Over 11 million Aussies are set to pay less in tax as part of changes outlined in the government’s newly-unveiled budget, which sounds great, until you realise that it still ends up favouring the rich.
For most of us, these tax cuts will be temporary, while for those earning over $120,000, the changes are permanent.
Nevertheless, the government reckons everyone will be better off, which is technically true for the time being.
“Australians will have more of their own money to spend on what matters to them, generating billions of dollars of economic activity and creating 50,000 new jobs,” Treasurer Josh Frydenberg said.
Here’s what it means, and what might change in future.
How much will I save on tax?
The threshold for the lowest tax rate of 19% will be pushed up from $37,000 to $45,000, while the 32.5% threshold will be pushed from $90,000 to $120,000.
So, if you earn up to $45,000 per year, expect to pay 19% of that in taxes, which might be less than you paid last time around.
According to the government’s calculations, someone earning around $40,000 per year will end up paying 21% less tax this year than they would’ve three years ago.
These changes are a part of the government’s Stage 2 tax cuts due for 2022, but they’ve been brought forward to help cope with the economic shitstorm caused by the coronavirus pandemic.
On top of that, the Low and Middle Income Tax Offset (LMITO) will be kept for one more year, reducing people’s taxes by up to $1,080 per year.
This particular offset is only for people earning less than $126,000, and you probably received it last year automatically.
Can you break it down in even simpler terms?
Obviously everyone’s situation is different, but here’s your cheat sheet for the main savings:
- If you earn up to $35,000 a year, you’re set to pay $510 less in tax compared to 2017-18
- If you earn from $40,000 to $45,000, you’ll save between $1,060 and $1,935
- If you earn from $50,000 to $85,000, you’ll save $2,160
- If you earn from $90,00 to $120,000, you’ll save between $2,295 and $2,595
- If you earn more than that (lol), you’ll save $2,565, which is set to increase in coming years
When will I get my tax cut?
Starting from now, pretty much.
All of these changes have been backdated to July 1, so the ATO will be taking less out of your paycheques from here on out.
And if you’ve paid too much in the past few months, that can be sorted out in your tax return.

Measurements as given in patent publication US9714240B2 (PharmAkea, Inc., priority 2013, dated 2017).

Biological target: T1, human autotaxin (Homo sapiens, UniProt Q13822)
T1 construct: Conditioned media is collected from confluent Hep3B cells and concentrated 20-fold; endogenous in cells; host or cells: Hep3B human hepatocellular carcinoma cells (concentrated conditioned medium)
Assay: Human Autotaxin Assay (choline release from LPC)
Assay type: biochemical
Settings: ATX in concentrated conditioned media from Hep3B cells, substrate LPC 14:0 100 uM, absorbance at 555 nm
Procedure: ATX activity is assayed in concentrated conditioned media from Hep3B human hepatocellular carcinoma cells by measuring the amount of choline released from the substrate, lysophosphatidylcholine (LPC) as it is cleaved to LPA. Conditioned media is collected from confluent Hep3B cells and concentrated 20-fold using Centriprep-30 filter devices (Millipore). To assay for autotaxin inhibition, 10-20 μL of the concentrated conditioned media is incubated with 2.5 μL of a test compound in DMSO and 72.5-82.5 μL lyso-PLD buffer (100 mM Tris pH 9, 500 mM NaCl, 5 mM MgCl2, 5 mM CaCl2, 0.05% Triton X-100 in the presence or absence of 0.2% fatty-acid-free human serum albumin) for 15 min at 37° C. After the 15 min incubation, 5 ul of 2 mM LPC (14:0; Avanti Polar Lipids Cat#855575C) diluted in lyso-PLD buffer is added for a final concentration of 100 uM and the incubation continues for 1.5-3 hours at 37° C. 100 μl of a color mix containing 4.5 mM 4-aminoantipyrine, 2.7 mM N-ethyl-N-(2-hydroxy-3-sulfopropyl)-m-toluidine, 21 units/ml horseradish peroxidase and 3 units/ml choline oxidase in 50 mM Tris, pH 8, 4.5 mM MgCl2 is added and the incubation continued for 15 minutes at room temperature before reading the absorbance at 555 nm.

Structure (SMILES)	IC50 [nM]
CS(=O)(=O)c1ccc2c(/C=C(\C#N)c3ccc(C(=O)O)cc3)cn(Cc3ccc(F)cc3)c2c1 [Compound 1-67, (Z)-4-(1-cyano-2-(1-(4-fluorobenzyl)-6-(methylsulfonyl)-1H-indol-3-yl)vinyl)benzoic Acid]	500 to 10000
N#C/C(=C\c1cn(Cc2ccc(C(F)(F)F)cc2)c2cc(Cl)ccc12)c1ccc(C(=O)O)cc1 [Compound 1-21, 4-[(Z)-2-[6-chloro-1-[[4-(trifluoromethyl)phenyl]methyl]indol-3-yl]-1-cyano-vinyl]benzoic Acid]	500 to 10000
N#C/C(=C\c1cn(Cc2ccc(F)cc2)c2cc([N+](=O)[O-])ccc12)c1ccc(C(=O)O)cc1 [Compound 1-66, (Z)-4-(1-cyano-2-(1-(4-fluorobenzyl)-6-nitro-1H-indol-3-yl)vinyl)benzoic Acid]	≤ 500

Will rich people or poor people be better off?
In the short term, we’ll all pay less in tax. However in the long run, only the rich will be significantly better off.
That’s because the bulk of lower and middle income earners will only get temporary tax cuts due to the LMITO being extended, rather than any huge changes.
After next year, those cuts will be gone, while only a handful of low and middle income earners will benefit from the tax thresholds moving.
THREAD on income tax cuts – the govt will trumpet the green column which gives a rolled up figure, but what's really going on is the yellow column is a one-off boost in 2020-21, and pink is the permanent increase.#auspol #Budget2021 pic.twitter.com/KaF6dvsN6W
— Paul Karp (@Paul_Karp) October 6, 2020
Meanwhile, people earning over $120,000 won’t get the offset. Instead, their tax cuts are permanent, as part of those Stage 2 tax cuts mentioned earlier.
These tax cuts were due to come into effect in two years but were brought forward due to the pandemic.
How does this help the economy?
The government reckons if Aussies pay less tax, they’ll instead spend that money on goods and services, thereby stimulating the economy.
The hope is that this financial year, all Aussies will be flush with with cash and keen to spend it ASAP.
However, this only focuses on people who actually have jobs. Prolonging (and even increasing) JobSeeker would also stimulate the economy in the same way, but that’s not on the cards.
Instead we’ve been given this extremely temporary band-aid, which just means the rich will pay less in tax in the years ahead.